You’ve probably heard by now of the Department for Transport’s plans to ban tampering, of any kind, to road vehicles. That includes bikes, cars, vans, trucks, everything. Quite a lot of people have been getting pretty upset about it, and for good reason. Now though, in response to a petition signed by over 100,000 people to stop them implementing the new anti-tampering regs, they’ve started back-peddling.
As part of the D of T’s ‘Future of Transport’ review, the proposals were to ban any kind of ‘tampering’ with ‘a system, part or component, of a vehicle intended or adapted to be used on a road’. In short, the government said they wanted us to stop us modifying our bikes with aftermarket parts.
So let’s briefly examine why people are so upset about it. In the original proposal it seemed fairly clear cut; you WILL NOT modify your vehicle in any way. That’s nonsense. What happens when you need new brake pads? Can you only use original parts (that are double the price, if not more)?
And what about the thousands of people that are employed in the aftermarket parts industry? They’d all lose their jobs.
And the notion that any type of modification to a vehicle automatically makes it more dangerous is, frankly, ludicrous. You might decide to fit some better headlights, making it easier for you to see, and be seen. Better brakes, more appropriate tyres, the list goes on.
Obviously there was going to be uproar. Well, I say uproar; there was a lot of angry social media posts, and a bloke called Gareth James set a petition up.
The idea behind the official government petitions is to help us peasants have a say in how our country’s run. Anyone can set one up on the government website, and if you get 10,000 signatures, the government have to give you a response. If you get 100,000 signatures, the issue will be ‘considered for debate in parliament’. Note, that doesn’t mean they will be debated in parliament.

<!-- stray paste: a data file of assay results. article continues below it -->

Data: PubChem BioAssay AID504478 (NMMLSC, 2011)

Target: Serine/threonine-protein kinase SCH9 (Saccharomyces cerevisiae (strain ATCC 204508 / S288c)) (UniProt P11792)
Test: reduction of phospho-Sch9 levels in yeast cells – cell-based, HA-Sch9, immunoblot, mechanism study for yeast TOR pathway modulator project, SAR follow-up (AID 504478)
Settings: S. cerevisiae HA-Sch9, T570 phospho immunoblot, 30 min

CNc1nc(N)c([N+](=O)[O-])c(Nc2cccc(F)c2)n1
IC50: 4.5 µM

Anyway, Gareth James’ petition about the proposed anti-tampering regs is currently on 109,100 signatures. You can view it and sign it here. That means it will be considered for debate. It also means the government have had to make a response, and they have.
And in all fairness, it’s righted a few wrongs that flawed the original proposal. In the statement from the Department for Transport, they said that their intention was to “target and prevent harmful tampering”, and that they are “not proposing that all modifications be prevented”. Which, if you ask me, is good news.
The general message was summed up in their following sentence, “Our proposals are not intended to hinder activities such as motorsports, restoration, repairs, or legitimate improvements and alterations to vehicles”.
You’ve got issues
I think the issue here is that although the initial proposals were probably well-intended, they were written by people who are obviously a little bit out of touch. Written by people who don’t understand that motoring, or motorcycling, for some people isn’t just about getting from A to B. It’s a passion, and because of that, there is a massive aftermarket industry.
They also don’t realise that most people don’t get a new company car every six months, and that 90% of people with a vehicle outside it’s manufacturers warrantee period wouldn’t maintain or repair it with genuine parts, because they are too bloody expensive.
Unfortunately, it seems as though it’s another example of the people making the rules, and writing the laws, not really living in the real world.
I understand and agree that there has to be some sort of control on vehicle modifications. And as certain vehicles become more automated (and therefore complicated), you can’t have every Tom, Dick and Harry faffing around with their motors on their driveways. But a blanket ban of ‘tampering‘ of any kind is absolutely bonkers, and it would never work.
So if these anti-tampering regs have got you all hot under the collar, I wouldn’t worry about it. They only announced it a few months ago, and they’re already taking backword, so I can’t see it coming to much. Having said that, I have been wrong before.